Allowing Prisoners to Vote – Let’s Think This Through

So democratic presidential candidate Senator Bernie Sanders wants to give all prisoners the right to vote. He said so during a recent campaign speech, much to the surprise of many. I was among them.

Sanders believes “the right to vote is inherent to our democracy” and even “terrible people” like the Boston Marathon bomber should be allowed to participate.  No other democratic candidate has gotten behind this idea, although several have said they support returning the right to vote to convicts after their release.

It is up to individual states to decide who can and cannot vote. In some states convicted felons are never allowed to vote again. Other states require the newly released ex-con to apply for reinstatement to the voting rolls.  Some make the applicant wait until after their probation and/or parole is complete. Currently, only two states allow felons to cast ballots from behind bars, Sanders home state of Vermont and the neighboring state of Maine.

Am I the only one who sees a potential risk in Sander’s idea?  Let’s think this through by looking at the federal prison system as a snapshot. Currently, more than 45% of those incarcerated, in excess of 76,000 inmates, are held on drug related crimes. If they were suddenly given the right to vote would they be casting a ballot for the betterment of the country or in their own criminal self-interest? Don’t you think it would be likely that they would vote for the candidate they perceived as being softest on drugs and, maybe, soft on crime in general? More than 18% of federal inmates, more than 31,000, were convicted on gun, explosive or arson charges. Wouldn’t it stand to reason they would vote for candidates who campaigned against more gun laws?  Is this really what we want?

How Would Such a System Work Anyway?

I think when someone is convicted of breaking the law of the land they cannot be trusted to vote for those who make the laws of the land.  And besides that, think about the logistics involved in allowing incarcerated persons to vote. How would it work to accommodate the more than two million people who now reside in federal, state, local, military and Indian Country lock-ups? (To be accurate, the majority of people held in local jails at any given time have not yet gone to trial so they might still be able to vote via absentee ballot.)  It would be inconceivable to haul voting machines in and out of all the nation’s jails and prisons. So, a monumental and costly process would have to be designed to get the right ballot to the right inmate at the right time.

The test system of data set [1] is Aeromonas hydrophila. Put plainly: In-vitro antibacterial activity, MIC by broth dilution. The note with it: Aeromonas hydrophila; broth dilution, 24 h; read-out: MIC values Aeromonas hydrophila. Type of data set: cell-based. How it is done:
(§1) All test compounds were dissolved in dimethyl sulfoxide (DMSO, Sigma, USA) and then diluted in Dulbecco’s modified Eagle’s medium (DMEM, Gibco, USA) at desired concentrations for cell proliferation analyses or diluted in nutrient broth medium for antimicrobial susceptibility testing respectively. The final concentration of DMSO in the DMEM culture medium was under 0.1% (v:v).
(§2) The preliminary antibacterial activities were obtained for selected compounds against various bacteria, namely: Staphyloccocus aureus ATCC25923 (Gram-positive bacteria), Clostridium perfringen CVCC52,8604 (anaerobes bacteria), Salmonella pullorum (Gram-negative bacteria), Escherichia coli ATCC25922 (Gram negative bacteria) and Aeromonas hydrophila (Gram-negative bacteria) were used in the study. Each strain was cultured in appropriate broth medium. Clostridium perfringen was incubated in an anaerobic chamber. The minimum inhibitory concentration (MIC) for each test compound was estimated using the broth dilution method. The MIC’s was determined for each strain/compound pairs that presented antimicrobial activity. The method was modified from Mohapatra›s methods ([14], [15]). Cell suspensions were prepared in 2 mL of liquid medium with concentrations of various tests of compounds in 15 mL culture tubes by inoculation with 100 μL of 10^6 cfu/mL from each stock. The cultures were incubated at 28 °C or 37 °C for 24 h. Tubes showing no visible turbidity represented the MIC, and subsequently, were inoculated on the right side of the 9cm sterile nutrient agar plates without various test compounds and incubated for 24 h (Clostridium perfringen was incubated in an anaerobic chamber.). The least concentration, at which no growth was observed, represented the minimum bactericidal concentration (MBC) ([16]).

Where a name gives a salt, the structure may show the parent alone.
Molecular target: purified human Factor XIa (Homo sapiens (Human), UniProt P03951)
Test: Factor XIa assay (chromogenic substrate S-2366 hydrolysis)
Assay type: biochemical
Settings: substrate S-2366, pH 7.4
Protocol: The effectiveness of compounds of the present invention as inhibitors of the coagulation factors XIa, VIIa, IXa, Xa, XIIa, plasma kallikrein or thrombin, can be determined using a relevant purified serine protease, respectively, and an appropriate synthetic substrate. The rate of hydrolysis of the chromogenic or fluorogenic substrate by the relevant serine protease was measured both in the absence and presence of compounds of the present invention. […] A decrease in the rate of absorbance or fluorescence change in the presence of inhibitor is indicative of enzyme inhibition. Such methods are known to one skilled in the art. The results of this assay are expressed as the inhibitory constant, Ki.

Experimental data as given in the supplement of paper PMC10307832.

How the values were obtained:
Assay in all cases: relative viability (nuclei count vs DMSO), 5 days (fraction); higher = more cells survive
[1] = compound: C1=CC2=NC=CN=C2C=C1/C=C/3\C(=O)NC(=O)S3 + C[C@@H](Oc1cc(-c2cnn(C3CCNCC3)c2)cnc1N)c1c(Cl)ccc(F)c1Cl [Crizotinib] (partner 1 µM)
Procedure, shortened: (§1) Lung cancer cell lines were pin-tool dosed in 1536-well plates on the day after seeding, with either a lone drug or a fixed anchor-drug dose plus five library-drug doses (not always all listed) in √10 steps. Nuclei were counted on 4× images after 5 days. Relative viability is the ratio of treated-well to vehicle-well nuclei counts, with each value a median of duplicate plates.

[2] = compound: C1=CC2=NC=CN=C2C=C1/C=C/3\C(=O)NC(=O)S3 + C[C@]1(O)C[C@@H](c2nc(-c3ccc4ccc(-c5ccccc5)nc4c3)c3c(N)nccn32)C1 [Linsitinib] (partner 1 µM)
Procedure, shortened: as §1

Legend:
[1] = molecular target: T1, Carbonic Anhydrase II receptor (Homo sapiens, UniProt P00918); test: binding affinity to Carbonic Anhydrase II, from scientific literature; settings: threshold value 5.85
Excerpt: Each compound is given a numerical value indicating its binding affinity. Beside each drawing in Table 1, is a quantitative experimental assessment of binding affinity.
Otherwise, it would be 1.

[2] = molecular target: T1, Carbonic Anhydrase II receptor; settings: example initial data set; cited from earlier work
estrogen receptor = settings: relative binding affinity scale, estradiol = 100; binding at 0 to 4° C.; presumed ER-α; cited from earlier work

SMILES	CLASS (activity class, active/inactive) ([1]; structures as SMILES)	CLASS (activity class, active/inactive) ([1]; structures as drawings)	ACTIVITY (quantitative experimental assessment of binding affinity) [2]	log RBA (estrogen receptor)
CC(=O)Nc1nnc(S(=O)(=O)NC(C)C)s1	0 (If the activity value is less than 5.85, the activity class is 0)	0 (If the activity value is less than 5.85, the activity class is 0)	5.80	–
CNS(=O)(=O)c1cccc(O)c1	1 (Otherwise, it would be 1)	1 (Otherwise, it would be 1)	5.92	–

Would convicts get to vote in state contests where they last held residency or in the state in which they are incarcerated? And how would they educate themselves on what the candidates stand for?  Will political parties be allowed to send lobbyists into prisons to stump for their candidates? And, finally, if the inmate has been convicted of crimes against the state or espionage against the nation should they still be allowed to participate in our most sacred civil exercise?

Those who support Sander’s idea are quick to remind that many other countries allow their prisoners to vote including Canada, South Africa and Kenya.  In Europe, prisoners in twenty-six countries have their voting rights protected by the European Convention on Human Rights.  In Ukraine, voter education programs are offered to inmates so they can learn about the candidate’s policy platforms.

Aubrey Menarndt, says America has it all wrong.  She is an international elections monitor who has traveled the globe to observe how elections are conducted in other countries. Menarndt says she once watched election officials in the Republic of Georgia build, “a makeshift bridge over a stream to reach the remote farm home of an elderly homebound voter.” That’s a touching story about the sanctity of every single vote, but I’m betting that elderly voter never murdered, raped or planted a bomb that killed innocent people.